Michael Coggan: The Aboriginal Social Justice Commissioner Mick Gooda says using the ABA to pay township leases is akin to allowing a local council to assume someone's private land and pay them compensation by raiding the owner's bank account.

Mick Gooda: I think it's pretty outrageous that the government goes and negotiates leases with people over their whole townships, they're required to pay just compensation but they're paying it out of the Aboriginal Benefits Account, which is actually Aboriginal money.

Michael Coggan: But Jenny Macklin is defending the decision to use the Aboriginal Benefits Account.

Jenny Macklin: Township leases are for the benefit of Aboriginal people and the Aboriginal Benefits Account has to be spent in the interests of Aboriginal people, and it is.

Michael Coggan: The traditional owners of Ngukurr are considering signing a township lease in the hope that the payments could help build an all weather access road to the community.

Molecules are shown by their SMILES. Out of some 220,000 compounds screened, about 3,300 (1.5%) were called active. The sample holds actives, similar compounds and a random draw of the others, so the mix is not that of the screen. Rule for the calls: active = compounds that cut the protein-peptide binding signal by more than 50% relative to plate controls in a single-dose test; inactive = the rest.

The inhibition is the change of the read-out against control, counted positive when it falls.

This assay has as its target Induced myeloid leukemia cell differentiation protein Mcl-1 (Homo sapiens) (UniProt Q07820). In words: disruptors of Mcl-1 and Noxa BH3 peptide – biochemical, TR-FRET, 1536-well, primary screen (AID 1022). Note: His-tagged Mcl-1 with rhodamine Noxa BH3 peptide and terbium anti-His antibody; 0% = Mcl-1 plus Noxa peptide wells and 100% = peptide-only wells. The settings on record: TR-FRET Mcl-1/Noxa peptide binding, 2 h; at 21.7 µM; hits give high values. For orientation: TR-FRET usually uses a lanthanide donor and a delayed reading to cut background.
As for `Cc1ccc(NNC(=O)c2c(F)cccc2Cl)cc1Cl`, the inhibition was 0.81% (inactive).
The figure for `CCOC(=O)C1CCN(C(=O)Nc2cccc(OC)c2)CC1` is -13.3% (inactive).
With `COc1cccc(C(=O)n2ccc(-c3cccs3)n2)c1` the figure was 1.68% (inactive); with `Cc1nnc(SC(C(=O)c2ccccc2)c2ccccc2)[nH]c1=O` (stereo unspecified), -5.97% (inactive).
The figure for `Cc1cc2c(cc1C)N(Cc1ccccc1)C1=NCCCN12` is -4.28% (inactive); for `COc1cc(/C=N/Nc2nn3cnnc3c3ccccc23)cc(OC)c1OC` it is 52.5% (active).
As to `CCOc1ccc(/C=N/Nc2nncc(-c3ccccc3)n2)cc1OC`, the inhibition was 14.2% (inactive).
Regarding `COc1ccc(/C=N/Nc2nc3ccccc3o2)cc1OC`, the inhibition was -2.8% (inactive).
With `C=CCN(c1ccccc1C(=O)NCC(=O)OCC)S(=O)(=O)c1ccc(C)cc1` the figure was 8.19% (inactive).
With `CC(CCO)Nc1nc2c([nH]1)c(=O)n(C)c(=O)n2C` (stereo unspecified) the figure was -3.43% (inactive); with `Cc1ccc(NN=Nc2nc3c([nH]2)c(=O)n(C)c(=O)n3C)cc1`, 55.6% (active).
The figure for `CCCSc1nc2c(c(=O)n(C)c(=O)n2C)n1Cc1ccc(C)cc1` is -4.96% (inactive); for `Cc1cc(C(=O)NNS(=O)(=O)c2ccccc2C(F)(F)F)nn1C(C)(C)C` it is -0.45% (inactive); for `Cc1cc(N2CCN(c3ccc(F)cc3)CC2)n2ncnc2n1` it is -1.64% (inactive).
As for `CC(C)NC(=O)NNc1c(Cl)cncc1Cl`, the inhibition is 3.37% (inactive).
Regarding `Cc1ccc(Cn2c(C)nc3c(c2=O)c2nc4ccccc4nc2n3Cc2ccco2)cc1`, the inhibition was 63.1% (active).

But there are concerns beyond whether the ABA should be used to pay for the lease.

Marjorie Hall Roberts is worried a township lease could interfere with traditional cultural practices.

Marjorie Hall Roberts: They need more consultation on it, more talk so that everybody get a fair idea what the lease is.

Stephen Long: Marjorie Hall Roberts from the community of Ngukurr ending that report from Michael Coggan.

Comments

Interesting article about

Interesting article about what on goes on between the federal government leases and aboriginal workers. Like some of the other responses, I lean more to it not quite making sense that the situation benefits the aboriginal workers, rather just the government.